The Department of Homeland Security (DHS) Assistance to Firefighters Grant Program (AFG) has provided fire departments and fire service affiliate organizations with more than $5 billion since the program began. This funding has been used to improve the readiness of the American fire service in a variety of ways (staffing, equipment, training, etc.) and to prevent fires and other life-threatening emergencies through coordinated prevention and public education efforts at the national, state and local levels. Firefighter safety programs and important fire service research projects have also benefited from these fire grants. Improved readiness for day-to-day operations directly corresponds to improved readiness to respond to acts of terrorism and natural disasters. The people of the United States are better protected and the nation's fire service is more prepared to operate effectively and safely because of funding received through the FIRE and SAFER grants.
The Heritage Foundation in Washington, DC, issued a report on Sept. 23, 2009. The foundation's logo boldly professes that the organization provides "Leadership For America." At the bottom of the cover page of the report (right below its logo) there is a disclaimer that says, verbatim, "Nothing written here is to be construed as necessarily reflecting the views of The Heritage Foundation or as an attempt to aid or hinder the passage of any bill before Congress." It should be noted that this report was issued at the same time that the House Science and Technology Committee was considering the Fire Grants Reauthorization Act and Congress was approving the fiscal year 2010 Homeland Security Appropriations Act, which funds both the FIRE and SAFER grants. The essence of The Heritage Foundation's report is that the Fire Grants Program has failed because civilian fire deaths and injuries, and firefighter line-of-duty deaths and injuries, have not been reduced in the United States during the life of this program.
It's not clear whether the data used in the analysis are accurate, nor is it clear whether the assumptions the foundation makes in its report are valid. In any case, the report is a myopic analysis focusing on only one outcome measure (although an important one) — total casualties — and as a result, determines that the program is ineffective and that Congress should eliminate funding for the Fire Grants Program (FIRE and SAFER). The report represents a very narrow review of the program, and one has to admit that the timing of its release is more than just suspect.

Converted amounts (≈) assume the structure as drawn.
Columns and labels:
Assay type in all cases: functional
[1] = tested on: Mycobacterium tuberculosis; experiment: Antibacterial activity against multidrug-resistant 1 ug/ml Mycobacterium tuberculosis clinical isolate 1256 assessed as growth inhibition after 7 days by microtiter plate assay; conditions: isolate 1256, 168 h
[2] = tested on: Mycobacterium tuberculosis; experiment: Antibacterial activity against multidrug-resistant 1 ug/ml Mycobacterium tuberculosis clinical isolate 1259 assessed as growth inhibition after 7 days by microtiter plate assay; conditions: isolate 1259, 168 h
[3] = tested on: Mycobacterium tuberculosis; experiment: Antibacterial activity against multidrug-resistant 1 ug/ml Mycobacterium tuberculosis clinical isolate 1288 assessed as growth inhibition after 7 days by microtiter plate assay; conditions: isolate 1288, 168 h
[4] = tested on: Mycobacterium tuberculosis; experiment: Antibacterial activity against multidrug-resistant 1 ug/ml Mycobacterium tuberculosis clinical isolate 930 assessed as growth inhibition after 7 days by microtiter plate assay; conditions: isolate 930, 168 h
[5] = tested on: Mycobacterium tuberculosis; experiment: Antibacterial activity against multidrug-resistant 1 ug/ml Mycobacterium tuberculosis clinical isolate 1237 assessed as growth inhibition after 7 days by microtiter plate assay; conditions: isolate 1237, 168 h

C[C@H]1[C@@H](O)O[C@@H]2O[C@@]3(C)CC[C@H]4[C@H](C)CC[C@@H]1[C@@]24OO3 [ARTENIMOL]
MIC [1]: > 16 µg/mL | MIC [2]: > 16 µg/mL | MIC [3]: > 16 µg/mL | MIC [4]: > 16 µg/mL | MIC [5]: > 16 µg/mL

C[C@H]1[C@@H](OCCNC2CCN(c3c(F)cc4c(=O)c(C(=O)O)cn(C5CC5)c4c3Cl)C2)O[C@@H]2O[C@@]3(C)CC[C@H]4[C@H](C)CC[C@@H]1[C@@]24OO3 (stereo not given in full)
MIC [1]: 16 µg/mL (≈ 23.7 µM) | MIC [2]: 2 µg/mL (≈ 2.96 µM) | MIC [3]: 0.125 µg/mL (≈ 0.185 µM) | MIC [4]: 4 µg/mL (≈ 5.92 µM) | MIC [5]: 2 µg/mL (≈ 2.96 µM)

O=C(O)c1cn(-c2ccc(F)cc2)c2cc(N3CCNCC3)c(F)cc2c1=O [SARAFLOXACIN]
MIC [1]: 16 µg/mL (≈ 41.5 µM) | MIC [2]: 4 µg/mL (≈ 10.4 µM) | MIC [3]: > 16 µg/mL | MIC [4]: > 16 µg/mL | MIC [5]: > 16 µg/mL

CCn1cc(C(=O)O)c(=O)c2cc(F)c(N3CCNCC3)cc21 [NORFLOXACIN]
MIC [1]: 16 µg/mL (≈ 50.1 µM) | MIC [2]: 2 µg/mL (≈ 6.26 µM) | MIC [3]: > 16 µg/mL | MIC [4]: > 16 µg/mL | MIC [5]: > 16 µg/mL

The reality is that the Fire Grants Program has many goals besides just the one addressed by The Heritage Foundation, and it has been formally evaluated at least two times since 2003 by independent agencies that reviewed various aspects of the administration and effectiveness of the process and the grants themselves:
- On Jan. 31, 2003, the U.S. Department of Agriculture (USDA) Executive Potential Program Team Six published "Survey, Assessment and Recommendations for the Assistance to Firefighters Grant Program." The report states in part that the goal was to provide a comprehensive evaluation of the program by providing both qualitative and quantitative measures that reflect the positive impacts of these funds. The finding clearly indicates that the grant program is "highly effective in improving the readiness and capabilities of firefighters across the nation."
- This year, the Office of Management and Budget (OMB) released a report assessing the effectiveness of the Fire Grants Program for fiscal year 2008. As a result of this OMB evaluation, the Fire Grants Program was one of only 10 programs in the DHS to receive an "Effective" rating and was one of only two programs in the Federal Emergency Management Agency (FEMA) to receive an "Effective" rating. It's important to note that the total weighted score issues by OMB for the Fire Grants Program was 95%. Only one program in DHS received a higher score from OMB, and that was 96% for a Secret Service program.
Bottom line, the Fire Grants Program has been independently rated as one of the most effective federal programs, and with all that's been accomplished through this important funding since it was established, neither FIRE nor SAFER have ever been funded to their authorized levels. One can't help but wonder what could have been accomplished if these programs were fully funded. Even with the positive evaluations the programs have received, FEMA is working to improve the availability of pertinent data, as well as better evaluate and document the outcomes achieved (past, present and future) as a result of these grants.
Congress and the administration understand the full purpose of these grants — and we should let them know how much we appreciate their support. We must never take this funding for granted and we must be willing to fight to make sure they remain in place for the benefit of the nation and the fire service in the future.
DENNIS COMPTON, a Firehouse® contributing editor, is a well-known speaker and the author of several books, including the When in Doubt, Lead series. He is also co-editor of the current edition of the ICMA textbook Managing Fire and Rescue Services. Compton was the fire chief in Mesa, AZ, for five years and assistant fire chief in Phoenix, AZ, where he served for 27 years. Compton is the past chair of the Executive Board of the International Fire Service Training Association (IFSTA) and past chair of the Congressional Fire Services Institute's National Advisory Committee. He is also chairman of the National Fallen Firefighters Foundation Board of Directors and the chairman of the Home Safety Council Board of Directors.